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Saturday, November 21, 2015

Letting Go and Letting God, Redefined.

My dreams for my children have always been ordinary.

I don't really know what that says about me, but it's the truth.

All I've ever wanted for them is that they are happy and find fulfillment in their lives. I hoped that they would marry someone who would love them forever and always, and that they would have children who would also be happy and healthy. I dreamed that they would have a job that would bring them satisfaction, yet also enough income to have everything they need and some of what they want. All of this, along with safety, health and longevity.

Plentiful dreaming, but not extraordinary.

I never dreamed that they would be world renowned for anything- music, sports, inventions etc. That never occurred to me at all.

Since August, I feel that I am being stretched in ways that I never anticipated and honestly, never wanted. Well, I never would have wanted it I'm sure but honestly I don't know that it ever really occurred to me at all.. that I might have a child who was interested in serving his country.

Blithely in July, I took both my sons to visit the Air Force Academy in Colorado. We oohed and aahed over the extraordinary architecture of the Chapel, ate a pizza in the food court, peeked around the bookstore. It was a stop amongst many stops on our five week trip and it registered as no more than that for any of us.

Thus, when my Dad was coming for a visit in August, I planned a day for us to drive over the Annapolis. We'd visit the capitol city of Maryland, tour the Naval Academy and eat at a crab house. A wonderfully enjoyable way to spend a summer afternoon, I'd say. And I was right.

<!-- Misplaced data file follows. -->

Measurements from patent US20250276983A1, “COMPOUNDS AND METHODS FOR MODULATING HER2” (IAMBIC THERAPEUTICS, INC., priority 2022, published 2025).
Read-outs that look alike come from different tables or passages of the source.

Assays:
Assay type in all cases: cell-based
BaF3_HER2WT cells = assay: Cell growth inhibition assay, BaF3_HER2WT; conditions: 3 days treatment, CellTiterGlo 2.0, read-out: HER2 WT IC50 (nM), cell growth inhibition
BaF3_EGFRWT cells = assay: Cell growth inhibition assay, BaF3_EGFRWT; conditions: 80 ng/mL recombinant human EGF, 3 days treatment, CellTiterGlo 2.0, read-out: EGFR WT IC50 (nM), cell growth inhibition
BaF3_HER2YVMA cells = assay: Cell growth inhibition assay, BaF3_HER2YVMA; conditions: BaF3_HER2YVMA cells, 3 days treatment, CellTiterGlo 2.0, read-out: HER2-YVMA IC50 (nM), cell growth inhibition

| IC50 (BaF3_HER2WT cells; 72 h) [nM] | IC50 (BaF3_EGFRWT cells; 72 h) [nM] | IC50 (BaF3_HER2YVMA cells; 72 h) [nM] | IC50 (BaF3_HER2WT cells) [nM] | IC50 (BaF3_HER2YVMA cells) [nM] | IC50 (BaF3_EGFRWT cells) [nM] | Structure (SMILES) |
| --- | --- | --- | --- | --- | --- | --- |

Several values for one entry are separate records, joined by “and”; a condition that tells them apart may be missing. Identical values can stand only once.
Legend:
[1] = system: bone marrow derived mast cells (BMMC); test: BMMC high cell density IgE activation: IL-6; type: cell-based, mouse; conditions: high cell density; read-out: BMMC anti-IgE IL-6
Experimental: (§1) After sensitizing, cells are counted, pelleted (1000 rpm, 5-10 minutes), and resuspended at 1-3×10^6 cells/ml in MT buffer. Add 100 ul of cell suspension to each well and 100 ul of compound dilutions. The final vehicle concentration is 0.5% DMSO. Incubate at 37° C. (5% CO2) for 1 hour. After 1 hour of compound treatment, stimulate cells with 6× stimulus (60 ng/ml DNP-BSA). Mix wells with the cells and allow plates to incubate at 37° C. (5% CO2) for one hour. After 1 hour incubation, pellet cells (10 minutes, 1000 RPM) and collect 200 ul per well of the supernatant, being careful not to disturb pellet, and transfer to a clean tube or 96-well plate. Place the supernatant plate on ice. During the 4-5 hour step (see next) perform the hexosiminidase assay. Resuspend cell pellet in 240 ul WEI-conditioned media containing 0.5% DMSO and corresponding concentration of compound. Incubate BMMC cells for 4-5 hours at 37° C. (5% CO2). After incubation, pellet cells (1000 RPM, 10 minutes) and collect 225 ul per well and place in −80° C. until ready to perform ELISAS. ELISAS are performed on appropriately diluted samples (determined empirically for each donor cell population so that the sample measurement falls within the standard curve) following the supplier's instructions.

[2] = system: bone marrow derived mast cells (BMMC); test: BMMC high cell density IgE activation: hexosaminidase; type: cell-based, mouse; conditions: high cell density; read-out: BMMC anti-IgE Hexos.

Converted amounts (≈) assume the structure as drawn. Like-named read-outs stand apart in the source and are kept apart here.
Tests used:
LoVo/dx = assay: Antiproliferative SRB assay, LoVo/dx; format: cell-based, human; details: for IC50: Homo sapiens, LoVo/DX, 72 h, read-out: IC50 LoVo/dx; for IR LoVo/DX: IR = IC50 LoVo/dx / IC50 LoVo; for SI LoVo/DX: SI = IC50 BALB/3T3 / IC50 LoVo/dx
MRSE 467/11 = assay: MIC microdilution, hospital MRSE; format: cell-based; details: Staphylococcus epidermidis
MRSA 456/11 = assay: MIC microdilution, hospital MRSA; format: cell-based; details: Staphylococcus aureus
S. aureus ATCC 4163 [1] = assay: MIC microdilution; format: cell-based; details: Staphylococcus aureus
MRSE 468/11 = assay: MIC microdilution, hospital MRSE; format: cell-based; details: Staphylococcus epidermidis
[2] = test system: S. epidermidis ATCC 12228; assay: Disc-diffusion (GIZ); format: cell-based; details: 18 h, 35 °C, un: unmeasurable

I did not foresee the rapidly growing excitement in my 16-now-17 year old son's eyes. I did not see the sudden fire of desire and passion and then when I saw it, I fully expected it to flame and then burn out quickly.

Now it is nearly December. He is single minded in his desire to attend the Naval Academy. Each test score, each leadership position, each accomplishment is a step in that direction. It is his first choice, his motivation, his dream.

But wait!

What about MY dreams?

I realize now that nowhere in MY dreams did I leave room for his dreams to be different. Not that his are directly opposed to mine of course, but nowhere in my dreaming was there a risk taken that could shatter the comfortable progression I had chosen.

In the months since August, I have wrestled fiercely with my desire to support his dreams while also desperately fearing them.

It's admirable to want to serve our country and I think the Naval Academy is a good school, I really do. I can see him absolutely loving it, actually, and growing by leaps and bounds in his natural gifts of excellence, motivation and leadership. But when I think of the years after the Academy, at least five, when his life will potentially be in peril, I want to vomit. I have a literal, visceral reaction that I've only ever experienced before when I have felt that someone is threatening my children.

That's it. That's what it feels like. It is that crazed Mama Bear response that rises up like the fiercest beast and protector, except that my son is walking toward what I am perceiving as the threat, by choice. He doesn't want my protection in this, and I have no idea what to do with these feelings.

My work over the past few months, my work now, and my work in the next year plus, is to learn to shift my way of thinking. His life is his life, his dreams are his dreams. I will have to put my trust in him to live his life as he feels called and led to do, and put my trust in the Academy (should he go there) to teach him well. And I will be calling on God with every fiber of my being to protect him and hold him in his care.

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